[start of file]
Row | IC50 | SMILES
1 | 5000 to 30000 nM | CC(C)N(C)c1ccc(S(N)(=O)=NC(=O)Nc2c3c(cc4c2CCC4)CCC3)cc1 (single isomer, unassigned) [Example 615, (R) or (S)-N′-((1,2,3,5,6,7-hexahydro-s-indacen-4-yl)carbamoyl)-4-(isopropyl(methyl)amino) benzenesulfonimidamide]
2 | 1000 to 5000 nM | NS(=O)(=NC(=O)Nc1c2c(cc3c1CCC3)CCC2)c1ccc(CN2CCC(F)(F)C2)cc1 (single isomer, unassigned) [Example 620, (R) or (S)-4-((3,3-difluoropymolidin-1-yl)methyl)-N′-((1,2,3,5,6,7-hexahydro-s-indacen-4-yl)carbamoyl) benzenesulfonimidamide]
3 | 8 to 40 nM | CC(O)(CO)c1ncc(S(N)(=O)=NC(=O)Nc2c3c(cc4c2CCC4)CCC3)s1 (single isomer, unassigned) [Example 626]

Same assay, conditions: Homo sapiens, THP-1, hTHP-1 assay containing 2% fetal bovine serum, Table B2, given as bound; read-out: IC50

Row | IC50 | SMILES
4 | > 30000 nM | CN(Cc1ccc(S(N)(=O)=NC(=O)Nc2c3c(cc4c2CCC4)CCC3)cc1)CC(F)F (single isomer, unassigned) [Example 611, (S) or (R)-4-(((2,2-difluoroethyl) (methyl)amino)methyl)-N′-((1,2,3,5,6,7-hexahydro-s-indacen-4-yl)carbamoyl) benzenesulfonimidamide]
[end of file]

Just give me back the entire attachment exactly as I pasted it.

Row | IC50 | SMILES
1 | 5000 to 30000 nM | CC(C)N(C)c1ccc(S(N)(=O)=NC(=O)Nc2c3c(cc4c2CCC4)CCC3)cc1 (single isomer, unassigned) [Example 615, (R) or (S)-N′-((1,2,3,5,6,7-hexahydro-s-indacen-4-yl)carbamoyl)-4-(isopropyl(methyl)amino) benzenesulfonimidamide]
2 | 1000 to 5000 nM | NS(=O)(=NC(=O)Nc1c2c(cc3c1CCC3)CCC2)c1ccc(CN2CCC(F)(F)C2)cc1 (single isomer, unassigned) [Example 620, (R) or (S)-4-((3,3-difluoropymolidin-1-yl)methyl)-N′-((1,2,3,5,6,7-hexahydro-s-indacen-4-yl)carbamoyl) benzenesulfonimidamide]
3 | 8 to 40 nM | CC(O)(CO)c1ncc(S(N)(=O)=NC(=O)Nc2c3c(cc4c2CCC4)CCC3)s1 (single isomer, unassigned) [Example 626]

Same assay, conditions: Homo sapiens, THP-1, hTHP-1 assay containing 2% fetal bovine serum, Table B2, given as bound; read-out: IC50

Row | IC50 | SMILES
4 | > 30000 nM | CN(Cc1ccc(S(N)(=O)=NC(=O)Nc2c3c(cc4c2CCC4)CCC3)cc1)CC(F)F (single isomer, unassigned) [Example 611, (S) or (R)-4-(((2,2-difluoroethyl) (methyl)amino)methyl)-N′-((1,2,3,5,6,7-hexahydro-s-indacen-4-yl)carbamoyl) benzenesulfonimidamide]